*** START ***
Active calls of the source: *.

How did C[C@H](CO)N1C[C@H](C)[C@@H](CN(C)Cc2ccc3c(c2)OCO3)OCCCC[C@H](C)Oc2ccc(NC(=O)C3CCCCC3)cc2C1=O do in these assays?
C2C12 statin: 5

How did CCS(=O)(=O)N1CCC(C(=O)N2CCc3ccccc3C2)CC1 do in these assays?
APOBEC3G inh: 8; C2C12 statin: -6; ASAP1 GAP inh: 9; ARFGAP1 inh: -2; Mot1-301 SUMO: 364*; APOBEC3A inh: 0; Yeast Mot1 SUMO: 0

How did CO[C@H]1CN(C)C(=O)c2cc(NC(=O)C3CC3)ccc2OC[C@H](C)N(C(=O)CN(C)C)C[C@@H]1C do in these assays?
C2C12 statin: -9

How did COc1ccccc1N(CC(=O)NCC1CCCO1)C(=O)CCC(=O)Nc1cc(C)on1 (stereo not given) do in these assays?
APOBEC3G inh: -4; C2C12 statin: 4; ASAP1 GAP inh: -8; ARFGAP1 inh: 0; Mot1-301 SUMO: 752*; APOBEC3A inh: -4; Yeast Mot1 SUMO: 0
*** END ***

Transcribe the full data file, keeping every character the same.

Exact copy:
Active calls of the source: *.

How did C[C@H](CO)N1C[C@H](C)[C@@H](CN(C)Cc2ccc3c(c2)OCO3)OCCCC[C@H](C)Oc2ccc(NC(=O)C3CCCCC3)cc2C1=O do in these assays?
C2C12 statin: 5

How did CCS(=O)(=O)N1CCC(C(=O)N2CCc3ccccc3C2)CC1 do in these assays?
APOBEC3G inh: 8; C2C12 statin: -6; ASAP1 GAP inh: 9; ARFGAP1 inh: -2; Mot1-301 SUMO: 364*; APOBEC3A inh: 0; Yeast Mot1 SUMO: 0

How did CO[C@H]1CN(C)C(=O)c2cc(NC(=O)C3CC3)ccc2OC[C@H](C)N(C(=O)CN(C)C)C[C@@H]1C do in these assays?
C2C12 statin: -9

How did COc1ccccc1N(CC(=O)NCC1CCCO1)C(=O)CCC(=O)Nc1cc(C)on1 (stereo not given) do in these assays?
APOBEC3G inh: -4; C2C12 statin: 4; ASAP1 GAP inh: -8; ARFGAP1 inh: 0; Mot1-301 SUMO: 752*; APOBEC3A inh: -4; Yeast Mot1 SUMO: 0